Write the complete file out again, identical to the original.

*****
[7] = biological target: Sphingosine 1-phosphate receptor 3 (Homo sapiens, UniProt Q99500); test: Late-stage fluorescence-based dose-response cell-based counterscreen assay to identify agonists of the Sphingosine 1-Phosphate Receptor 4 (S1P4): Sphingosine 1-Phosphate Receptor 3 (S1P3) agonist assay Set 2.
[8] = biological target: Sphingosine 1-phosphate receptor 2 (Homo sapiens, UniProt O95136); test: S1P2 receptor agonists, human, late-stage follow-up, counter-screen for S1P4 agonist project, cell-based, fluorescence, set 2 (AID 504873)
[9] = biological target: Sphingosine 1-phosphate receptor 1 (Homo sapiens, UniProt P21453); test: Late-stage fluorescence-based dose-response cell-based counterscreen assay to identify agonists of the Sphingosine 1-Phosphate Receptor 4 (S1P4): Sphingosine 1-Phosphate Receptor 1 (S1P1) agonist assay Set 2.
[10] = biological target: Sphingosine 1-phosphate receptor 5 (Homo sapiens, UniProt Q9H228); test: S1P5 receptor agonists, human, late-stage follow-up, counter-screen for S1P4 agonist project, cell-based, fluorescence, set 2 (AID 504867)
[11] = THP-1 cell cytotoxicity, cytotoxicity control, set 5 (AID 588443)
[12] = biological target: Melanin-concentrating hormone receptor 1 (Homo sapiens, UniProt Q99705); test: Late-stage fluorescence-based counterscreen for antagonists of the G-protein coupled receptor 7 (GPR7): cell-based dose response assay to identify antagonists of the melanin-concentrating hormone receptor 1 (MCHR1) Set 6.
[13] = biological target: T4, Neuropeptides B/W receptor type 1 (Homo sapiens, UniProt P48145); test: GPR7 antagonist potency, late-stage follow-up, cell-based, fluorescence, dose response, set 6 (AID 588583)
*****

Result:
[7] = biological target: Sphingosine 1-phosphate receptor 3 (Homo sapiens, UniProt Q99500); test: Late-stage fluorescence-based dose-response cell-based counterscreen assay to identify agonists of the Sphingosine 1-Phosphate Receptor 4 (S1P4): Sphingosine 1-Phosphate Receptor 3 (S1P3) agonist assay Set 2.
[8] = biological target: Sphingosine 1-phosphate receptor 2 (Homo sapiens, UniProt O95136); test: S1P2 receptor agonists, human, late-stage follow-up, counter-screen for S1P4 agonist project, cell-based, fluorescence, set 2 (AID 504873)
[9] = biological target: Sphingosine 1-phosphate receptor 1 (Homo sapiens, UniProt P21453); test: Late-stage fluorescence-based dose-response cell-based counterscreen assay to identify agonists of the Sphingosine 1-Phosphate Receptor 4 (S1P4): Sphingosine 1-Phosphate Receptor 1 (S1P1) agonist assay Set 2.
[10] = biological target: Sphingosine 1-phosphate receptor 5 (Homo sapiens, UniProt Q9H228); test: S1P5 receptor agonists, human, late-stage follow-up, counter-screen for S1P4 agonist project, cell-based, fluorescence, set 2 (AID 504867)
[11] = THP-1 cell cytotoxicity, cytotoxicity control, set 5 (AID 588443)
[12] = biological target: Melanin-concentrating hormone receptor 1 (Homo sapiens, UniProt Q99705); test: Late-stage fluorescence-based counterscreen for antagonists of the G-protein coupled receptor 7 (GPR7): cell-based dose response assay to identify antagonists of the melanin-concentrating hormone receptor 1 (MCHR1) Set 6.
[13] = biological target: T4, Neuropeptides B/W receptor type 1 (Homo sapiens, UniProt P48145); test: GPR7 antagonist potency, late-stage follow-up, cell-based, fluorescence, dose response, set 6 (AID 588583)